Piyo Blocks 2 HD
- iPad / £1.79 (HD Lite version free. Also available on iPhone)
The puzzle classics are out in force this week. First Slitherlink, now Zoo Keeper, albeit peddled under the altogether less charming moniker of Piyo Blocks.
Fortunately for all those who lost most of 2005 to Success' DS classic, Big Pixel Studios appears to have created the best 'tribute' possible. Right down to the chunky art style and colour scheme, Piyo Blocks 2 HD tips its cap firmly in the Japanese studio's direction, swapping moody wild animals for odd 'Piyo' blocks, gems and fruit, but preserving everything that matters.
As usual, the simple aim is to continually slide tiles vertically or horizontally in order to match lines of three-or-more-of-a-kind. Absolutely tailor-made for touch-screen play, the extra real estate of the iPad not only makes it the ideal platform for quick, accurate block shifting, but allows for simultaneous head-to-head split-screen play. Yes!
To seal the deal beyond any doubt, there are a bunch of other modes, including the obligatory Time Attack, as well as Hyaku mode (capture 99 of each block type to level up), the fun-but-throwaway two-minute Disco mode (where blocks periodically change colour), or the frantic three-second mode, where you have three seconds to find a match before the game ends.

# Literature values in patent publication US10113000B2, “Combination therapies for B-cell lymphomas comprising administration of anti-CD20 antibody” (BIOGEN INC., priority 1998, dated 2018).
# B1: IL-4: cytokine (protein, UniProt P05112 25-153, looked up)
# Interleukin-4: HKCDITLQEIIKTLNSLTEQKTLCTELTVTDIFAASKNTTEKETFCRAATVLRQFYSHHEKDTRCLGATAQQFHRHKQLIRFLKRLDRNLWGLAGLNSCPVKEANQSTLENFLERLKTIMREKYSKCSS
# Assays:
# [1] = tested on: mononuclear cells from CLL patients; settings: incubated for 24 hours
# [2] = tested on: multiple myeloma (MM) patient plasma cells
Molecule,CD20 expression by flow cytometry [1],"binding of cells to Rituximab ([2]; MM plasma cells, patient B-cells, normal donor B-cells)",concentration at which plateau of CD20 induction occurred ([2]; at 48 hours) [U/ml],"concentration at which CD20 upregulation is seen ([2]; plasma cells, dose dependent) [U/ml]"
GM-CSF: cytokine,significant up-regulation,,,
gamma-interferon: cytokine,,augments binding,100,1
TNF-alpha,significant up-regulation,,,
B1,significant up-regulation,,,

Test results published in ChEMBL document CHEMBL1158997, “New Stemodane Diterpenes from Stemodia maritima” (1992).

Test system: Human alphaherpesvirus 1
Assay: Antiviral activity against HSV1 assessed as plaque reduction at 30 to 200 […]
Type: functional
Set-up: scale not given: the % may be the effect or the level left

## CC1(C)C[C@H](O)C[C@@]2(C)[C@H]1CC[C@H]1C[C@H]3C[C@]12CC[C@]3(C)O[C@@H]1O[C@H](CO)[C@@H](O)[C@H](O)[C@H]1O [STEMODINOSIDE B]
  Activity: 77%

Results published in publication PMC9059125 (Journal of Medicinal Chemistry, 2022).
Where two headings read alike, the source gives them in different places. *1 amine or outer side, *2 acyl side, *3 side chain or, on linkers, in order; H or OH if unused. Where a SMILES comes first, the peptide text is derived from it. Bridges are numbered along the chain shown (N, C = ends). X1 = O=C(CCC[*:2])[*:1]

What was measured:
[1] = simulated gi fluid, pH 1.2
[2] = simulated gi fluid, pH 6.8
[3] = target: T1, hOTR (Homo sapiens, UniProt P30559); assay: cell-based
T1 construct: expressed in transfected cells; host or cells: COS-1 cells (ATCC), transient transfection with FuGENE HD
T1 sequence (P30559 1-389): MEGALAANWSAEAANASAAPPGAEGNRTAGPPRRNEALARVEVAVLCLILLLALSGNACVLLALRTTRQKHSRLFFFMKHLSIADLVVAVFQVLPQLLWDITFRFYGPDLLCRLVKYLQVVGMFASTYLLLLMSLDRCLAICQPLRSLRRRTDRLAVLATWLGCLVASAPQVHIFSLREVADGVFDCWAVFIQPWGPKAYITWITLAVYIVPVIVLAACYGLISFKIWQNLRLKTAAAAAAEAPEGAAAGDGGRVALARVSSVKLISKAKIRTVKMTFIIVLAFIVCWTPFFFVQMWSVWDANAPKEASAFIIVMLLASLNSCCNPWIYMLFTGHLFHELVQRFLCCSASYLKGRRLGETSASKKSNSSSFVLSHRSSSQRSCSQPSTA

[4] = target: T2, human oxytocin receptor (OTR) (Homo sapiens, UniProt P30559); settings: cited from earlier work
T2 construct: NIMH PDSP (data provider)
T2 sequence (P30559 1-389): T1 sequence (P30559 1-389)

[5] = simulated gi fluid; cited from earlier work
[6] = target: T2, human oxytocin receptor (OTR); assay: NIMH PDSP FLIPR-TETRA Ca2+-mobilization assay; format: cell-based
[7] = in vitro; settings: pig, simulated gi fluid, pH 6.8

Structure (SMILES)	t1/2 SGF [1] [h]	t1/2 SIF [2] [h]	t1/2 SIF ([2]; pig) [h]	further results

Throw in online leaderboards, iTunes library integration and a ludicrously cheap price, and it adds up to another fine reason to justify spending hundreds of pounds on Apple's slab.
- iPhone / £1.19
Look, everyone! A Chunsoft game in English! Chunwho? Well, quite. Having spent decades having its titles routinely ignored for Western release, the veteran Japanese developer can bypass this unjust treatment by releasing its games directly on the App Store.
Having made a name for itself with, er, me, for making interesting-looking (and usually SEGA-published) visual novel horror games, Chunsoft's intriguing concept of a 'sound horror' game had me giddily downloading the day it appeared. Who could resist a game that insists you wear headphones "for a surround effect to engulf players"? Engulf!
Sadly, the real horror emerges the moment you realise that you've purchased a shonky maze game, where you must escape the vengeful attentions of a cursed doll. Presumably the fear of being cackled to death drives you on, but apparently only one step at a time. Japan, may I introduce 3D Monster Maze.
What should have been the unearthing of a rare survival horror gem has turned into a bleak warning. Oh well, them's the breaks. An extra mark for particularly dry cackling.